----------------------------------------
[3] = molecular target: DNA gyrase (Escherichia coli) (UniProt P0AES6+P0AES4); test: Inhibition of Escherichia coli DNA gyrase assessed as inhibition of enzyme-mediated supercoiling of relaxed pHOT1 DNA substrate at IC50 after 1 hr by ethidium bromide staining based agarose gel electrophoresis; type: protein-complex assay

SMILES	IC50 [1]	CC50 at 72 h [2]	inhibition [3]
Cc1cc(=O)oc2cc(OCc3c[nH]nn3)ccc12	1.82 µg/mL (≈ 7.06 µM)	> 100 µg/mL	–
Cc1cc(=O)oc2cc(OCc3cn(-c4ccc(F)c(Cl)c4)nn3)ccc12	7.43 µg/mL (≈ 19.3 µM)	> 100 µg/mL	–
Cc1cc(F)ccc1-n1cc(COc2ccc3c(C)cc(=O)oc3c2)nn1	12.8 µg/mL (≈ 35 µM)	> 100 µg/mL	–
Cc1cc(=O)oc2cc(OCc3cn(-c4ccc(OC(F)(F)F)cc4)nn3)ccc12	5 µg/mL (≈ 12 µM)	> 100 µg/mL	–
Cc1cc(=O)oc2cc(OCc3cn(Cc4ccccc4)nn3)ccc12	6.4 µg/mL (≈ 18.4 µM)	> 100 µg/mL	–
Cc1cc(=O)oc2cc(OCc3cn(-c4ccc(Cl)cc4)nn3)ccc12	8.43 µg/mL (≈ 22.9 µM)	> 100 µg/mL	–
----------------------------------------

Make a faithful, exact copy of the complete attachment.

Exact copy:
[3] = molecular target: DNA gyrase (Escherichia coli) (UniProt P0AES6+P0AES4); test: Inhibition of Escherichia coli DNA gyrase assessed as inhibition of enzyme-mediated supercoiling of relaxed pHOT1 DNA substrate at IC50 after 1 hr by ethidium bromide staining based agarose gel electrophoresis; type: protein-complex assay

SMILES	IC50 [1]	CC50 at 72 h [2]	inhibition [3]
Cc1cc(=O)oc2cc(OCc3c[nH]nn3)ccc12	1.82 µg/mL (≈ 7.06 µM)	> 100 µg/mL	–
Cc1cc(=O)oc2cc(OCc3cn(-c4ccc(F)c(Cl)c4)nn3)ccc12	7.43 µg/mL (≈ 19.3 µM)	> 100 µg/mL	–
Cc1cc(F)ccc1-n1cc(COc2ccc3c(C)cc(=O)oc3c2)nn1	12.8 µg/mL (≈ 35 µM)	> 100 µg/mL	–
Cc1cc(=O)oc2cc(OCc3cn(-c4ccc(OC(F)(F)F)cc4)nn3)ccc12	5 µg/mL (≈ 12 µM)	> 100 µg/mL	–
Cc1cc(=O)oc2cc(OCc3cn(Cc4ccccc4)nn3)ccc12	6.4 µg/mL (≈ 18.4 µM)	> 100 µg/mL	–
Cc1cc(=O)oc2cc(OCc3cn(-c4ccc(Cl)cc4)nn3)ccc12	8.43 µg/mL (≈ 22.9 µM)	> 100 µg/mL	–